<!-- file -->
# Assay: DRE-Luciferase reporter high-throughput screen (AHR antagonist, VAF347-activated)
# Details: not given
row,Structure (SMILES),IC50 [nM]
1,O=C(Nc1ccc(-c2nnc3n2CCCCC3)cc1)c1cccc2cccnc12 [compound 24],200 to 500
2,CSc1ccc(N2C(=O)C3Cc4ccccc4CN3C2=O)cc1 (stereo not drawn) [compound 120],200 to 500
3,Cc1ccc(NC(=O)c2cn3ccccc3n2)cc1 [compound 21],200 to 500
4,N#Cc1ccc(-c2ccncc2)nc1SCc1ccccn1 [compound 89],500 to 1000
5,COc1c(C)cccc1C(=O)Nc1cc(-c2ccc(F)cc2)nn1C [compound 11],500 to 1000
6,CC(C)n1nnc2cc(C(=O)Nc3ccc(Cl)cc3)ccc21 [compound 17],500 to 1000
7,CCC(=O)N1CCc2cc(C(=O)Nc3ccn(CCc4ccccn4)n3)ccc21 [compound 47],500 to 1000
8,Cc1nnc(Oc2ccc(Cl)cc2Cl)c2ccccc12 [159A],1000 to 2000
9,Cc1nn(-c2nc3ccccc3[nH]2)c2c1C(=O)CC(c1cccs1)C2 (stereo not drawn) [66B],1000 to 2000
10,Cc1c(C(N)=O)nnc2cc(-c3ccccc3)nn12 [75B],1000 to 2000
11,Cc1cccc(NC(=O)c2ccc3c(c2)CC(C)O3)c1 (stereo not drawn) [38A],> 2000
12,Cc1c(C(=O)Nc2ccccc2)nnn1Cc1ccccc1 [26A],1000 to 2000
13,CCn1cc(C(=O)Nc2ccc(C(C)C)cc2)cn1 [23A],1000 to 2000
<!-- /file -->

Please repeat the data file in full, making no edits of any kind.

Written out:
# Assay: DRE-Luciferase reporter high-throughput screen (AHR antagonist, VAF347-activated)
# Details: not given
row,Structure (SMILES),IC50 [nM]
1,O=C(Nc1ccc(-c2nnc3n2CCCCC3)cc1)c1cccc2cccnc12 [compound 24],200 to 500
2,CSc1ccc(N2C(=O)C3Cc4ccccc4CN3C2=O)cc1 (stereo not drawn) [compound 120],200 to 500
3,Cc1ccc(NC(=O)c2cn3ccccc3n2)cc1 [compound 21],200 to 500
4,N#Cc1ccc(-c2ccncc2)nc1SCc1ccccn1 [compound 89],500 to 1000
5,COc1c(C)cccc1C(=O)Nc1cc(-c2ccc(F)cc2)nn1C [compound 11],500 to 1000
6,CC(C)n1nnc2cc(C(=O)Nc3ccc(Cl)cc3)ccc21 [compound 17],500 to 1000
7,CCC(=O)N1CCc2cc(C(=O)Nc3ccn(CCc4ccccn4)n3)ccc21 [compound 47],500 to 1000
8,Cc1nnc(Oc2ccc(Cl)cc2Cl)c2ccccc12 [159A],1000 to 2000
9,Cc1nn(-c2nc3ccccc3[nH]2)c2c1C(=O)CC(c1cccs1)C2 (stereo not drawn) [66B],1000 to 2000
10,Cc1c(C(N)=O)nnc2cc(-c3ccccc3)nn12 [75B],1000 to 2000
11,Cc1cccc(NC(=O)c2ccc3c(c2)CC(C)O3)c1 (stereo not drawn) [38A],> 2000
12,Cc1c(C(=O)Nc2ccccc2)nnn1Cc1ccccc1 [26A],1000 to 2000
13,CCn1cc(C(=O)Nc2ccc(C(C)C)cc2)cn1 [23A],1000 to 2000